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Six years later, on a ferry between Finland and Sweden, a singer named John Schwarz viciously attacks a drunken lout, leaving the man in a coma. The Stockholm police arrest Schwarz and assign Detective Superintendent Ewert Grens to the seemingly straightforward assault case. But when Grens learns that the assailant has been living in Sweden under a false identity, he begins to suspect that something darker and more complex underlies the incident. Following his intuition, Grens launches an investigation that stretches from Sweden to the United States and reveals a shocking connection between the Frey and Schwarz cases. Featuring a multilayered plot with a killer twist, Cell 8 takes you on a page-turning journey that explores the devastating repercussions of the death penalty as well as the fallout from the conflicting desires for public justice and private retribution.
Customer ReviewsMost Helpful
By Howard on 01-08-12
A long journey for justice
Cell 8 is the story of revenge justice and the long outdated belief that an "eye-for-eye" is just. Cell 8 takes many shortcuts with due process and international laws. The story is still enjoyable and full of meaning, both tangible and intangible, even with the apparent ignorance toward official procedures. The death penalty is center stage thoughout the book and may not be enjoyable for someone who is strongly locked into an opinion at either extreme. This story makes others with less conviction question whether they support or oppose the taking of a life as a just form of criminal punishment. Several story arcs are started and left unresolved which screams that more books are on the way from these fine authors. I admit I found Three Seconds a more compelling story than Cell 8, but both are credit worthy. Mr. Lane gives a great performance and contributes to the enjoyment of Cell 8.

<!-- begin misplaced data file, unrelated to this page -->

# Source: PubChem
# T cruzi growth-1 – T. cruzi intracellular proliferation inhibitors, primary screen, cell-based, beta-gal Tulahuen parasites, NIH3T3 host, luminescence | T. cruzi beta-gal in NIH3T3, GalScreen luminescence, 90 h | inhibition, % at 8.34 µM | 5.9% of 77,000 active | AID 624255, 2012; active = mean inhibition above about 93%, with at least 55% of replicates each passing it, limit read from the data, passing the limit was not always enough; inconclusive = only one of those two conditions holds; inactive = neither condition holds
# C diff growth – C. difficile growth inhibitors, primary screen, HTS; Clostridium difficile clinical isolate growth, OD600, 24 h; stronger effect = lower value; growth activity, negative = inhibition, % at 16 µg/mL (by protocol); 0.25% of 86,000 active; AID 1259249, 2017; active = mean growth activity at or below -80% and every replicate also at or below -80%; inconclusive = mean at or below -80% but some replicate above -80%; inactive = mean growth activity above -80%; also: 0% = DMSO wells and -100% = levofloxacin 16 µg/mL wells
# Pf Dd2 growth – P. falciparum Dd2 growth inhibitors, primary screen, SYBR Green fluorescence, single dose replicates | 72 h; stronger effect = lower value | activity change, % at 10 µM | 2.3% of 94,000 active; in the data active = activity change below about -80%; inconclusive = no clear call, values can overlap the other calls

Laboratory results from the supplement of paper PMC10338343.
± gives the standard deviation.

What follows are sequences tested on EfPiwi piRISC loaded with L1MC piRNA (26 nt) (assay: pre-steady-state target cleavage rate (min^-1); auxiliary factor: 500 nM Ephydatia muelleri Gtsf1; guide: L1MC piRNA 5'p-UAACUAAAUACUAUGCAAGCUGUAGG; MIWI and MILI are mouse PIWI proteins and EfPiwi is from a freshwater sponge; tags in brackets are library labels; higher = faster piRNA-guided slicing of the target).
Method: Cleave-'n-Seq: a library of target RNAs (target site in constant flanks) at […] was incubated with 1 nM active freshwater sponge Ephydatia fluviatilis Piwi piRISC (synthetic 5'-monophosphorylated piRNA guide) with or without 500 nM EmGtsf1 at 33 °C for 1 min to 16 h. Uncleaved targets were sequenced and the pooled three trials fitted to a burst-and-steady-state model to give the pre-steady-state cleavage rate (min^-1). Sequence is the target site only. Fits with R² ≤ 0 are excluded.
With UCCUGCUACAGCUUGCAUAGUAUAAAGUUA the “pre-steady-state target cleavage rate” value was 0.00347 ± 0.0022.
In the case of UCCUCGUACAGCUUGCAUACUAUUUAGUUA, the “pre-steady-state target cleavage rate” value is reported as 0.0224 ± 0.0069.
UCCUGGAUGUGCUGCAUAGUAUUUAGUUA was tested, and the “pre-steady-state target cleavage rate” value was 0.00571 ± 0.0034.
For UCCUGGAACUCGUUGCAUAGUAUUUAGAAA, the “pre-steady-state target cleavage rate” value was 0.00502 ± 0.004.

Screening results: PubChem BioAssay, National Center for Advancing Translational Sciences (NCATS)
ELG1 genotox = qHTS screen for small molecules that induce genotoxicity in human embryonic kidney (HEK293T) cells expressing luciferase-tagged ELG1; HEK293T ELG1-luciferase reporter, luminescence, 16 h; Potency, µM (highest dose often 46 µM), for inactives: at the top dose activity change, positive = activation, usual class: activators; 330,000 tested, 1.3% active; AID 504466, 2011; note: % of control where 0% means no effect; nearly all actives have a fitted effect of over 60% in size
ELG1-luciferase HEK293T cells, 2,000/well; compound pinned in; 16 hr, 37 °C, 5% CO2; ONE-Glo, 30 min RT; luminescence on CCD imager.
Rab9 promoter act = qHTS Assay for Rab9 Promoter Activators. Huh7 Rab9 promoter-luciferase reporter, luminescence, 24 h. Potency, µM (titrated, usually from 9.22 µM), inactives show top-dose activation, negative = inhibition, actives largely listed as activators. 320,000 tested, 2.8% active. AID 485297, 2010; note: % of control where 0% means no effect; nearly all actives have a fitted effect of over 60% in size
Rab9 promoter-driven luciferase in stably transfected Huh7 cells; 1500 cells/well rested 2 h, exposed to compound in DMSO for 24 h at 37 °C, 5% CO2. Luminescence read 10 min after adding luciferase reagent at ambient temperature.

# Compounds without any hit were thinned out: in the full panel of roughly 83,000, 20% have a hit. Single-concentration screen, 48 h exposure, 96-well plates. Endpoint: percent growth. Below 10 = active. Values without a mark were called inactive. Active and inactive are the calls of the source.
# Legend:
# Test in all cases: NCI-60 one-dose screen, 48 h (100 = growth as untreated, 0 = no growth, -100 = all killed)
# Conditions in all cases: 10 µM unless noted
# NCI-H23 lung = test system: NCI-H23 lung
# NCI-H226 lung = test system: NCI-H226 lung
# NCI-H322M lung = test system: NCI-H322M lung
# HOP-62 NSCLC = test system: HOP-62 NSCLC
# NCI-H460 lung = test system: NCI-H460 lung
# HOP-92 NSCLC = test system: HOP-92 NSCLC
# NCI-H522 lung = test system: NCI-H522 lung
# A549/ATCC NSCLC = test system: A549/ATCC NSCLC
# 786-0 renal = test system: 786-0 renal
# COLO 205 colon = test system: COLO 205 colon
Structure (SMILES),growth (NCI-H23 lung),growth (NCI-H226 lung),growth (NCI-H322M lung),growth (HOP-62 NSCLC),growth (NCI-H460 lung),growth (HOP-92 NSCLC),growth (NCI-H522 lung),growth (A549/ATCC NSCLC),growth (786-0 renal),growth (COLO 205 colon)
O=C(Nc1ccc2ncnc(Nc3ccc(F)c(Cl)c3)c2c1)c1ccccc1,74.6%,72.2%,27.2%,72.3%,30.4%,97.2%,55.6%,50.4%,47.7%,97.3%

6 of 7 people found this review helpful
By Jeremy on 04-23-12
Good but not great
Listeners who enjoyed Roslund & Hellstrom's Three Seconds will likely find the followup to be just about as good. In some ways it's even better, as the characters are now a little more familiar to both the authors and the readers. In other ways it's less good, as there's not as much of a mystery to the story as there was in the first book. Be prepared for a pretty blatant anti-death penalty message without a lot of subtlety. If you don't mind that, the story is entertaining. The problem with a "message book" like this is that the authors' viewpoint tends to take center stage, and the story takes a backseat. That is mostly not the case here, happily. The authors are against the death penalty; that seems clear. But since most of the world is against it too, I'm not sure now necessary it is to beat readers over the head with it. Nevertheless, the story is creative, the narration is very good (Christopher Lane really does a good job with the Swedish accents), and the characters are believable. Inspector Ewert Grens comes across wonderfully in the audio version; it's hard to imagine him being as good if you were reading the print version. This is a good example of where the audiobook adds layers that the print book almost certainly does not. That alone is a good reason to give it a listen, in my view.
2 of 2 people found this review helpful